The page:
Inotropes increase cardiac output by enhancing cardiac contractility through different mechanisms of action, but they also bear variable vasodilatory or vasoconstrictive effects depending on agent and dosage. They constitute an important tool for the treatment of patients with AHF or AdvHF, as they are often effective in improving hemodynamics and symptoms. However, their administration has been associated with increased short and long-term mortality due to frequent adverse effects, but also due to their improper use. The classes of inotropes currently used in HF are the β-adrenergic receptor agonists including dopamine, dobutamine and the catecholamines norepinephrine and epinephrine, the…
When I left my first spell in neonatal training, I thought there were just two inotropes – dopamine and dobutamine. There was a myth of another agent called adrenaline and the even more elusive noradrenaline, but no one seemed to survive after these drugs. Later, in ICU training, I came across strange agents that I could not even spell, before working out the simple and the basic principles that have helped me and my patients ever since. Fundamentally, inotropes are properly dangerous drugs, and should only be used if you and the rest of the team know what they are doing, and the patient is properly monitored.
Clinical pitfall: giving an ionotrope before initiating a vasopressor may decrease BP further as they are vasodilators, which may lead to cardiovascular collapse; our experts suggest initiating norepinephrine prior to giving an ionotrope in heart failure patients with cardiogenic shock
Inotrope use in critically ill patients is quite heterogeneous as self-reported by individual caregivers. Eleven strong recommendations on the indications, choice, triggers and targets for the use of inotropes are given by international experts. Future studies should focus on consistent indications for inotrope use and implementation into a guideline for circulatory shock that encompasses individualized targets and outcomes.
The currently available inotropic agents in clinical practice fall into three main categories: beta-agonists, phosphodiesterase III inhibitors and calcium sensitisers. However, due to the well-documented potential for adverse events and their association with increased long-term mortality, physicians should be aware of the indications and dosing strategies suitable for different types of patients. Novel inotropes that use alternative intracellular pathways are under investigation, in an effort to minimise the drawbacks that conventional inotropes exhibit.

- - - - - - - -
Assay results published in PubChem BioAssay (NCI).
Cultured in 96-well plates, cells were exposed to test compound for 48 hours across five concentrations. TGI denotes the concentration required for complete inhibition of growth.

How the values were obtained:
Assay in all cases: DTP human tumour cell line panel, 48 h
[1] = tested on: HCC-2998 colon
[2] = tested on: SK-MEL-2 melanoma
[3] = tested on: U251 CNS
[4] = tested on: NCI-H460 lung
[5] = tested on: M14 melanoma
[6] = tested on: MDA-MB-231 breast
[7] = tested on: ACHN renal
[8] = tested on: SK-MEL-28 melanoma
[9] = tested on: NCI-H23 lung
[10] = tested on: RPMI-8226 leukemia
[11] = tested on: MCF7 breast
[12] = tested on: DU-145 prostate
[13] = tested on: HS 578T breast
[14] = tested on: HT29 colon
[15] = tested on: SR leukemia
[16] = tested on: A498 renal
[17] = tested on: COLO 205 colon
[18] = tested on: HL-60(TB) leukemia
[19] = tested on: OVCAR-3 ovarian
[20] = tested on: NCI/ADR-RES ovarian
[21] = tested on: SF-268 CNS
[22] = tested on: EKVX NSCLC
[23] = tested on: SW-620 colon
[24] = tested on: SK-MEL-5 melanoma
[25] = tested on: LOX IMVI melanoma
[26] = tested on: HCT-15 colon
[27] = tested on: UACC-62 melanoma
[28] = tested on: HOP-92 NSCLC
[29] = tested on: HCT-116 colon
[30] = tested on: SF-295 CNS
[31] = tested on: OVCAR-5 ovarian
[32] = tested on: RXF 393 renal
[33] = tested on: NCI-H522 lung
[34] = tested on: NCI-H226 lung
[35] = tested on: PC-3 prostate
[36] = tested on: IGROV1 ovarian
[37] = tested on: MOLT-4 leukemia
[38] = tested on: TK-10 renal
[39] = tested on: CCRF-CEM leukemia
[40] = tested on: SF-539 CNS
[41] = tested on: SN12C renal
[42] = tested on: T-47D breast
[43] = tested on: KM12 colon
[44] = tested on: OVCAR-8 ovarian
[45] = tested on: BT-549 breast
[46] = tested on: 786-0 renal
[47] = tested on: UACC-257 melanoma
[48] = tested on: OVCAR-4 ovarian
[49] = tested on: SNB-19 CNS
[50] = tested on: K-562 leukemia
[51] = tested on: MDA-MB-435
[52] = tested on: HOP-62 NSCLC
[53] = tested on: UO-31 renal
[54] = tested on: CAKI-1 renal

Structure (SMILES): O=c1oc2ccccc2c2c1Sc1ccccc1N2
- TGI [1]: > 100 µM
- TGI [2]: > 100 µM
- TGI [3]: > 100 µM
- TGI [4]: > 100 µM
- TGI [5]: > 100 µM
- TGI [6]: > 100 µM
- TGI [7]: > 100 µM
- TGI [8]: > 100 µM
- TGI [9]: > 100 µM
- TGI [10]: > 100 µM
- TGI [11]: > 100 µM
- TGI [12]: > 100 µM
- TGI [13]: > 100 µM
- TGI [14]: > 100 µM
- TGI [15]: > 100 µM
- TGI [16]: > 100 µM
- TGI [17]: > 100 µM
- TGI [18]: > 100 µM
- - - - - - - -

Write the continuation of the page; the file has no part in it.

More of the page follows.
inotropes are agents that increase myocardial contractility (inotropy)
— e.g. adrenaline, dobutamine, isoprenaline, ephedrine.
vasopressors are agents that cause vasoconstriction leading to increased systemic and/or pulmonary vascular resistance (SVR, PVR)
— e.g. noradrenaline, vasopressin, metaraminol, vasopressin, methylene blue.
inodilators are agents with inotropic effects that also cause vasodilation leading to decreased systemic and/or pulmonary vascular resistance (SVR, PVR).
Inotropes are used for cardiogenic shock patients, specifically when volume status is elevated and the cardiac output is low.
Dobutamine acts on beta-1 and beta-2 adrenergic receptors, increasing contractility and blood pressure. It also causes vasodilation – for patients with a systolic blood pressure less than 80 caution is advised. It could be beneficial to have levophed hanging in the case of a hypotensive episode.
Milrinone is a phosphodiesterase-3 inhibitor that blocks breakdown of cyclic AMP.
Dobutamine has a half life of minutes, whereas milrinone has a half life of hours.
Condensing all of “inotropes and vasopressors” into a single 5 minute podcast is of course doomed to fail but that’s never stopped me before. Next let’s look at the phosphodiesterase inhibitors. Milrinone, enoxamone and levosimendan are all in this bucket. They work by non-receptor mediated inhibition of PDE, ultimately resulting in increased cAMP. They are thought to be unique in that they may improve lusitropy (ability of heart to relax). All come with potent vasodilation so expect to have to crank up your pressor to compensate.
The management of cardiogenic shock is complex, often requiring tandem use of vasopressors and inotropes to stabilize hemodynamics. But what inotrope is more effective, dobutamine or milrinone?
Inotropes aim at increasing cardiac output by enhancing cardiac contractility. They constitute the third pharmacological pillar in the treatment of patients with decompensated heart failure, the other two being diuretics and vasodilators. Three classes of parenterally administered inotropes are currently indicated for decompensated heart failure, (i) the beta adrenergic agonists, including dopamine and dobutamine and also the catecholamines epinephrine and norepinephrine, (ii) the phosphodiesterase III inhibitor milrinone and (iii) the calcium sensitizer levosimendan. These three families of drugs share some pharmacologic traits, but differ profoundly in many of their pleiotropic effects. Identifying the patients in need of inotropic support and selecting the proper inotrope in each case remain challenging.